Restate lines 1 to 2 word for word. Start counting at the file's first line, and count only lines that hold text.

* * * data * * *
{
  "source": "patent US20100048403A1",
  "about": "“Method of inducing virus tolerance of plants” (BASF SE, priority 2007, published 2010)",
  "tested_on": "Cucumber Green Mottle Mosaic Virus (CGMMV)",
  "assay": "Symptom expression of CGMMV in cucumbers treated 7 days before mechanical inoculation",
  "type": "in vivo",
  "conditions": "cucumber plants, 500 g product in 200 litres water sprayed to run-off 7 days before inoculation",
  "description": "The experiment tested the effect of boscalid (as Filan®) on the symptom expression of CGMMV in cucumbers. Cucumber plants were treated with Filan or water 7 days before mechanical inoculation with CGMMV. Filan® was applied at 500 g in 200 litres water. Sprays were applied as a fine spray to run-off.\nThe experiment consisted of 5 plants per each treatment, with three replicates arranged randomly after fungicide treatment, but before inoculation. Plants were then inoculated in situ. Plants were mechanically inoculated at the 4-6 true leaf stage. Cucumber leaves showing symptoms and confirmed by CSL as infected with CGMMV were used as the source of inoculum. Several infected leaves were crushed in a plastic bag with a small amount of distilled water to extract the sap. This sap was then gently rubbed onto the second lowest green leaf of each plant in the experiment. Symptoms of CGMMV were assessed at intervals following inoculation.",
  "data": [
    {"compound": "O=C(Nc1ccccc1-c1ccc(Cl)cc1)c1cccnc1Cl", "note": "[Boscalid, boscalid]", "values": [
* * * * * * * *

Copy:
{
  "source": "patent US20100048403A1",